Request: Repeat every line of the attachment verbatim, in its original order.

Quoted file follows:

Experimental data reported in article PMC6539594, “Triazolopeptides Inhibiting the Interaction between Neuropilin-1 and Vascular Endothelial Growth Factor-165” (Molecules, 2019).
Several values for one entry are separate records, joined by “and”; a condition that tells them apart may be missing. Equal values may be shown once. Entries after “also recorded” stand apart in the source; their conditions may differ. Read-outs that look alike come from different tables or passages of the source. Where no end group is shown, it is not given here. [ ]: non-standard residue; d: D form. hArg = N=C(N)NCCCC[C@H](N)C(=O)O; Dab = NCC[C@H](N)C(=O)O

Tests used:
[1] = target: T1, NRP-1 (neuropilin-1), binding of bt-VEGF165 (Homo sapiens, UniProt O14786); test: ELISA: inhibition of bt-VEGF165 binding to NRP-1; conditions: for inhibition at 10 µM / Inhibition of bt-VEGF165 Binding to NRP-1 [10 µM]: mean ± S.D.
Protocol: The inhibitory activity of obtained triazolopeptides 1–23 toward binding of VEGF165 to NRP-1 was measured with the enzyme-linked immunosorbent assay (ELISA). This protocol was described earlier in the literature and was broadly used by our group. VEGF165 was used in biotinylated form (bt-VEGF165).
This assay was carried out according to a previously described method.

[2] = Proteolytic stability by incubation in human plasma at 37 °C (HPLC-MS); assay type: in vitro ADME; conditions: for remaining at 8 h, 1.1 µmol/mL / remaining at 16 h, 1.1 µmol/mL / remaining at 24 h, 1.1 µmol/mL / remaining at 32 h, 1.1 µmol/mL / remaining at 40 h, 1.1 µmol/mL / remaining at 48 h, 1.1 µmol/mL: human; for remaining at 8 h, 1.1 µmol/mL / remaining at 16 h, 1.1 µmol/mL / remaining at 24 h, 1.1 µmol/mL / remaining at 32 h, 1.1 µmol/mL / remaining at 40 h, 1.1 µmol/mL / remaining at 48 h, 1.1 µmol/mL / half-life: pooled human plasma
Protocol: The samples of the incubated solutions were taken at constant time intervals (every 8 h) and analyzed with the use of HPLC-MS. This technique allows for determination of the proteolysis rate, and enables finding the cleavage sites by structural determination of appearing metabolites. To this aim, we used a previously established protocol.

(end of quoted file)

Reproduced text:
Experimental data reported in article PMC6539594, “Triazolopeptides Inhibiting the Interaction between Neuropilin-1 and Vascular Endothelial Growth Factor-165” (Molecules, 2019).
Several values for one entry are separate records, joined by “and”; a condition that tells them apart may be missing. Equal values may be shown once. Entries after “also recorded” stand apart in the source; their conditions may differ. Read-outs that look alike come from different tables or passages of the source. Where no end group is shown, it is not given here. [ ]: non-standard residue; d: D form. hArg = N=C(N)NCCCC[C@H](N)C(=O)O; Dab = NCC[C@H](N)C(=O)O

Tests used:
[1] = target: T1, NRP-1 (neuropilin-1), binding of bt-VEGF165 (Homo sapiens, UniProt O14786); test: ELISA: inhibition of bt-VEGF165 binding to NRP-1; conditions: for inhibition at 10 µM / Inhibition of bt-VEGF165 Binding to NRP-1 [10 µM]: mean ± S.D.
Protocol: The inhibitory activity of obtained triazolopeptides 1–23 toward binding of VEGF165 to NRP-1 was measured with the enzyme-linked immunosorbent assay (ELISA). This protocol was described earlier in the literature and was broadly used by our group. VEGF165 was used in biotinylated form (bt-VEGF165).
This assay was carried out according to a previously described method.

[2] = Proteolytic stability by incubation in human plasma at 37 °C (HPLC-MS); assay type: in vitro ADME; conditions: for remaining at 8 h, 1.1 µmol/mL / remaining at 16 h, 1.1 µmol/mL / remaining at 24 h, 1.1 µmol/mL / remaining at 32 h, 1.1 µmol/mL / remaining at 40 h, 1.1 µmol/mL / remaining at 48 h, 1.1 µmol/mL: human; for remaining at 8 h, 1.1 µmol/mL / remaining at 16 h, 1.1 µmol/mL / remaining at 24 h, 1.1 µmol/mL / remaining at 32 h, 1.1 µmol/mL / remaining at 40 h, 1.1 µmol/mL / remaining at 48 h, 1.1 µmol/mL / half-life: pooled human plasma
Protocol: The samples of the incubated solutions were taken at constant time intervals (every 8 h) and analyzed with the use of HPLC-MS. This technique allows for determination of the proteolysis rate, and enables finding the cleavage sites by structural determination of appearing metabolites. To this aim, we used a previously established protocol.